Author: Biedron, S.
Paper Title Page
TUPAL077 2D-3D PIC Code Benchmarking/Anchoring Comparisons For a Novel RFQ/RFI LINAC Design 1194
  • S.J. Smith, S. Biedron, A. M. N. Elfrgani, E. Schamiloglu
    University of New Mexico, Albuquerque, USA
  • M.S. Curtin, B. Hartman, T. Pressnall, D.A. Swenson
    Ion Linac Systems, Inc., Albuquerque, USA
  • K. Kaneta
    CICS, Tokyo, Japan
  Funding: *The study at the University of New Mexico was supported in part by DARPA Grant N66001-16-1-4042 and gift to the University of New Mexico Foundation by ILS.
In this study, comparisons are made between several particle dynamics codes (namely CST Particle Studio, GPT, and upgraded PARMILA codes) in order to benchmark them. The structure used for the simulations is a novel 200 MHz, 2.5 MeV, CW RFQ/RFI LINAC designed by Ion Linac Systems (ILS). The structure design and parameters are provided, simulation techniques are explained, and results from all three code families are presented. These results are then compared with each other, identifying similarities and differences. Numerous parameters for comparison are used, including the transmission efficiency, Q-factor, E-field on axis, and beam properties. Preliminary anchoring between modeling and simulation performance predictions and experimental measurements will be provided.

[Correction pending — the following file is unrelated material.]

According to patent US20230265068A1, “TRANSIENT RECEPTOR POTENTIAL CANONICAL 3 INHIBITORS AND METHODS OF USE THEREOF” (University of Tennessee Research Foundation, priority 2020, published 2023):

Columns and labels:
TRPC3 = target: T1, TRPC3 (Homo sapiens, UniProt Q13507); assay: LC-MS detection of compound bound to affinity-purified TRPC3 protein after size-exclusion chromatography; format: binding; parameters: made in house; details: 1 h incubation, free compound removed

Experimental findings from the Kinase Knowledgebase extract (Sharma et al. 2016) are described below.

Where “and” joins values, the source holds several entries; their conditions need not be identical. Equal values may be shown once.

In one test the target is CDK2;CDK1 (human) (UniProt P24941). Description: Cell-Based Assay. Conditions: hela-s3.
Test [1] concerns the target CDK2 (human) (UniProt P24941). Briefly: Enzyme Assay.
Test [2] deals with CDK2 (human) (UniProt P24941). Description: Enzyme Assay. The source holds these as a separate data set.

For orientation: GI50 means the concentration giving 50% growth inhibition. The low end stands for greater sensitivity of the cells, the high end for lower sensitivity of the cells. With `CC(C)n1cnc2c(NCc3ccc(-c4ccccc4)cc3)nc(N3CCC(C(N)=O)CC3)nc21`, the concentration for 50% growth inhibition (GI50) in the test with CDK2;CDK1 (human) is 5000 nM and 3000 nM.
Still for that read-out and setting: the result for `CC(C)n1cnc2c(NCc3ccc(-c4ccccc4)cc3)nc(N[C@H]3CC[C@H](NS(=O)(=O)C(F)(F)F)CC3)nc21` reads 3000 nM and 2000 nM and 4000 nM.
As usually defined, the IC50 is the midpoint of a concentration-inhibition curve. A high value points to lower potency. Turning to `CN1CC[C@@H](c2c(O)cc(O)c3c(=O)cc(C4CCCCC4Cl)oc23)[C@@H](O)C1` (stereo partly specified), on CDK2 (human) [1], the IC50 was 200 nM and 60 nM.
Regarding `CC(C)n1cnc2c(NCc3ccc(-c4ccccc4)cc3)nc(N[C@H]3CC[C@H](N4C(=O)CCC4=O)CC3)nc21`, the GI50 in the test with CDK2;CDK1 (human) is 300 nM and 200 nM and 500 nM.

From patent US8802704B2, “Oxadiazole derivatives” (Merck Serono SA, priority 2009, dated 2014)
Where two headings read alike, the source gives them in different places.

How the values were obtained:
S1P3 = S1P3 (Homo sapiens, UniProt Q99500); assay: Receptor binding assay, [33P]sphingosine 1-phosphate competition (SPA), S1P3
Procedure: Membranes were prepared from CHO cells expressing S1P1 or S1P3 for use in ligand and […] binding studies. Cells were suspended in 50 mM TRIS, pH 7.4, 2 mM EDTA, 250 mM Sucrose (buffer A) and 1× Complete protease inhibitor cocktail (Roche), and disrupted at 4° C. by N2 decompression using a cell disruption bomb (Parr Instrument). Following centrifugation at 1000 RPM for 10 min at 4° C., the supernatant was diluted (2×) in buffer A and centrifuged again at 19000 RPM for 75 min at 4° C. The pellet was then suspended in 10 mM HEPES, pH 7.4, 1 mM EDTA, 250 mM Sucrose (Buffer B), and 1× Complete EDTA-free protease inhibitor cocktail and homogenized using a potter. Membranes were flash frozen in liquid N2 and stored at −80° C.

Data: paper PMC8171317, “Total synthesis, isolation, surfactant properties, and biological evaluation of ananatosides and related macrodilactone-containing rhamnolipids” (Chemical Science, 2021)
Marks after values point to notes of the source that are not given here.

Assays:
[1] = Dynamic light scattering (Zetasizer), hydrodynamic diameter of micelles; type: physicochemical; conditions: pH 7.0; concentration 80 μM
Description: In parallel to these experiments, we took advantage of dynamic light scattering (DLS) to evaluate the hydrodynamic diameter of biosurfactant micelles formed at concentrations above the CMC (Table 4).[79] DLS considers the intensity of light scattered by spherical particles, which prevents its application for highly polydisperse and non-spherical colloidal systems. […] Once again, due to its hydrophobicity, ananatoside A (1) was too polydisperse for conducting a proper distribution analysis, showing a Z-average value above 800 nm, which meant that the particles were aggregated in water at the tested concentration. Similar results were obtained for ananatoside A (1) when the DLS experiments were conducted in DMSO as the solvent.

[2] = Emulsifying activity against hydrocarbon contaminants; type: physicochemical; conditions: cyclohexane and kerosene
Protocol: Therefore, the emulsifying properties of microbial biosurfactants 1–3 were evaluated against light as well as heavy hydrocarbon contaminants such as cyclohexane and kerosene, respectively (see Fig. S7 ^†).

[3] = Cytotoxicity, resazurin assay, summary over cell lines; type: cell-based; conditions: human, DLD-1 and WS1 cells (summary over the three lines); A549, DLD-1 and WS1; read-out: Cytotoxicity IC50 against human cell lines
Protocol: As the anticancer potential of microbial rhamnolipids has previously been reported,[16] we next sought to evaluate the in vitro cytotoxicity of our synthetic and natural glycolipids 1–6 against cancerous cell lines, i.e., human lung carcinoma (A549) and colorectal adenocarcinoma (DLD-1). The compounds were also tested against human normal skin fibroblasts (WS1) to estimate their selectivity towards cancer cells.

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Results and Discussion of Recent Applications of Neural Network-Based Approaches to the Modeling and Control of Particle Accelerators  
  • A.L. Edelen
    CSU, Fort Collins, Colorado, USA
  • S. Biedron
    University of New Mexico, Albuquerque, USA
  • D.L. Bowring, B.E. Chase, D.R. Edstrom, J. Steimel
    Fermilab, Batavia, Illinois, USA
  • J.P. Edelen
    RadiaSoft LLC, Boulder, Colorado, USA
  • P.J.M. van der Slot
    Mesa+, Enschede, The Netherlands
  Here we highlight several examples from our work in applying neural network-based modeling and control techniques to particle accelerator systems, through a combination of simulation and experimental studies. We also discuss where the specific approaches used fit into the state of the art in deep learning for control, including limitations of the present state of the art (for example in efficiently dealing with noisy, time-varying, many-parameter systems, like those found in accelerators). We will also briefly clarify some of the terminology/taxonomy of artificial intelligence, and describe how the neural network approaches used here relate to other classes of algorithms that are familiar to the accelerator community. The particle accelerator applications discussed include resonant frequency control of Fermilab's PIP-II RFQ, fast switching between beam parameters in a compact THz FEL, modeling of the FAST low energy beamline at Fermilab, temperature control for the FAST RF gun, and trajectory control for the Jefferson Laboratory FEL.  
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IEEE/NPSS PAST Award Talk: Sandra Biedron  
  • S. Biedron
    UNM, Albuquerque, New Mexico, USA
  IEEE/NPSS PAST Award Talk: Sandra Biedron  
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